Home News Newspaper sellers in Anambra are upset that newsstands are being banned

Newspaper sellers in Anambra are upset that newsstands are being banned

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People who sell newspapers in Anambra State have protested what they say is a ban on newsstands by the State government.

The vendors said that the ban was a violation of the freedom of the press rights of the people.

They said that government agents were bothering them every day, asking them to rent shops or offices where they could sell their newspapers.

Esther Godwin, a woman who sells things at Aroma and talked to reporters, said that some government agents came to her newsstand and told her she couldn’t sell newspapers there after next week. When she asked them why, they said it was Governor Soludo’s decision.

She said, “Even though London and the United States have changed, people still sell newspapers at newsstands.” Why does Soludo tell us to rent offices from which we can sell newspapers?

“Where would the money come from to do that now? We’re going to complain to the Commissioner for Information, and if that doesn’t help, we’ll go to the State House of Assembly and ask for Soludo’s removal.”

In the meantime, a Mass Communication professor who spoke to our reporter in confidence called the rumored ban on newsstands in the State “executive madness.”

He said that selling and distributing newspapers were important parts of a free press in a democratic society and that taking away the vendors’ power in any way was unfair and against the principles of constitutional democracy.

“The media are very important to the growth of a democratic society. This is something that most people in developed societies agree on, to the point where the media are often called the “Fourth Estate of the Realm.”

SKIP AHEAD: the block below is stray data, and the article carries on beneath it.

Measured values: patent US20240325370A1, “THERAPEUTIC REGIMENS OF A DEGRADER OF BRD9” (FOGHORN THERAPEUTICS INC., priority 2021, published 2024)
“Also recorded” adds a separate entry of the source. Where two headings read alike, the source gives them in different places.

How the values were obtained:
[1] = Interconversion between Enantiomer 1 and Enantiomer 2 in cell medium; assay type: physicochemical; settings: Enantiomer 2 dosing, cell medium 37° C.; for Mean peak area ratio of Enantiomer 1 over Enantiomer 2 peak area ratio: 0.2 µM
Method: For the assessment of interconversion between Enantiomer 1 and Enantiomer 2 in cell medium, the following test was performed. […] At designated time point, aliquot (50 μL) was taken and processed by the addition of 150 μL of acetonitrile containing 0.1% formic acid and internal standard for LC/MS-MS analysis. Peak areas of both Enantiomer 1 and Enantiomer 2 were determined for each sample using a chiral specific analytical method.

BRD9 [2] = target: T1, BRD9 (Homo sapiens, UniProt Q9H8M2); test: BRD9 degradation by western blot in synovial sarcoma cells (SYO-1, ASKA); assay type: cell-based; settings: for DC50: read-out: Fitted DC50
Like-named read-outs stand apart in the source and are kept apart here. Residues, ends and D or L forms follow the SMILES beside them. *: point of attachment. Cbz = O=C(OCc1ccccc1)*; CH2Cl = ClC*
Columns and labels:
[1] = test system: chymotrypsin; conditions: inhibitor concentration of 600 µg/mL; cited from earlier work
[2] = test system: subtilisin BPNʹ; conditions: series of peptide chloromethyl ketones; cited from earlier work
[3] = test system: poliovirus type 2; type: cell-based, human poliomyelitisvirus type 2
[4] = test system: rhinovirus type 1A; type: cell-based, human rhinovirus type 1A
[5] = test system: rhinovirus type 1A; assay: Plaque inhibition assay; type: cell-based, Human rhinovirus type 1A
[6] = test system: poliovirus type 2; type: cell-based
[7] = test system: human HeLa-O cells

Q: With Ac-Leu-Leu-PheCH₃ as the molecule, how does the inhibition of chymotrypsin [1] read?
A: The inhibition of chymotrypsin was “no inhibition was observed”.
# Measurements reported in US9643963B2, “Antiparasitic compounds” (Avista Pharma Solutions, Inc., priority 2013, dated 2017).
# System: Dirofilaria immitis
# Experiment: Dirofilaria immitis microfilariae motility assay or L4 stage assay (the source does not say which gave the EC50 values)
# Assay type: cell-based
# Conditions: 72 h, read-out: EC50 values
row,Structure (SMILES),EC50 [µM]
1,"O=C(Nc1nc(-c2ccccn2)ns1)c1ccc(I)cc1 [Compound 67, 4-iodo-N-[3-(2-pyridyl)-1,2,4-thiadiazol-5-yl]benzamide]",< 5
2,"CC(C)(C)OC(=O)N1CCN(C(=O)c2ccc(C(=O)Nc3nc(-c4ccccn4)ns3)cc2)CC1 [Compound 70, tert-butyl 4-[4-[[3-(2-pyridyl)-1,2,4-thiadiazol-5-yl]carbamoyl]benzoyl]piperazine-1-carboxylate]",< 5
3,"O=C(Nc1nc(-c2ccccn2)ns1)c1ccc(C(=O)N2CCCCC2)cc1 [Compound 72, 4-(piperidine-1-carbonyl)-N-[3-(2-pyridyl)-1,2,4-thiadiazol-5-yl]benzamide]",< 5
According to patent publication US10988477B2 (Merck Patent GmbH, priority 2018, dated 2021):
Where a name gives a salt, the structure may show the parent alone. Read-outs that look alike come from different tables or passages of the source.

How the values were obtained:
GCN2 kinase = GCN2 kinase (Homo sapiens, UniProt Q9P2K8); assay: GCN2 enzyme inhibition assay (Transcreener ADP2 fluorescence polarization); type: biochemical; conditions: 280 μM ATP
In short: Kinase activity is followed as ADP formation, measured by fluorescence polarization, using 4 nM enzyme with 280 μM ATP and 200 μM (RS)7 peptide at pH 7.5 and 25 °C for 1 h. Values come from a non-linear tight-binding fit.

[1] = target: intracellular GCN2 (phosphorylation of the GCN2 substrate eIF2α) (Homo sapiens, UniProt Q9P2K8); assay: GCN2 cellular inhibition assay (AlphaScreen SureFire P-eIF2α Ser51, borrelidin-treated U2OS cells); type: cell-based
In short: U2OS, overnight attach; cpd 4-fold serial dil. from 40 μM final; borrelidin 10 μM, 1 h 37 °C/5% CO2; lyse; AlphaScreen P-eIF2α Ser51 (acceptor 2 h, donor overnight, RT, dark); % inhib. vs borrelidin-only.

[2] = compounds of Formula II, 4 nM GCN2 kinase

“Like other democracies, Nigeria understands the role of the media and has even written it into the constitution. The Nigerian Constitution of 1999 not only gave every Nigerian the right to free speech and the right to own, start, and run any medium for spreading information, ideas, and opinions, but it also made it the media’s job to keep an eye on the government and hold it accountable to the people.

“Section 39 of the Constitution says, ‘Every person shall have the right to freedom of expression, including the freedom to hold opinions and to receive and share ideas and information without interference.'”

“Section 22 of the Constitution says that the press, radio, TV, and other forms of mass media must always be free to support the basic goals in Chapter 2 of the 1999 Constitution and the government’s responsibility and accountability to the people.

“So, only a government with something to hide or fear would want to stop vendors from distributing newspapers and other magazines.”

The Commissioner for Information, Paul Nwosu, was called several times, but his phone line was always busy.

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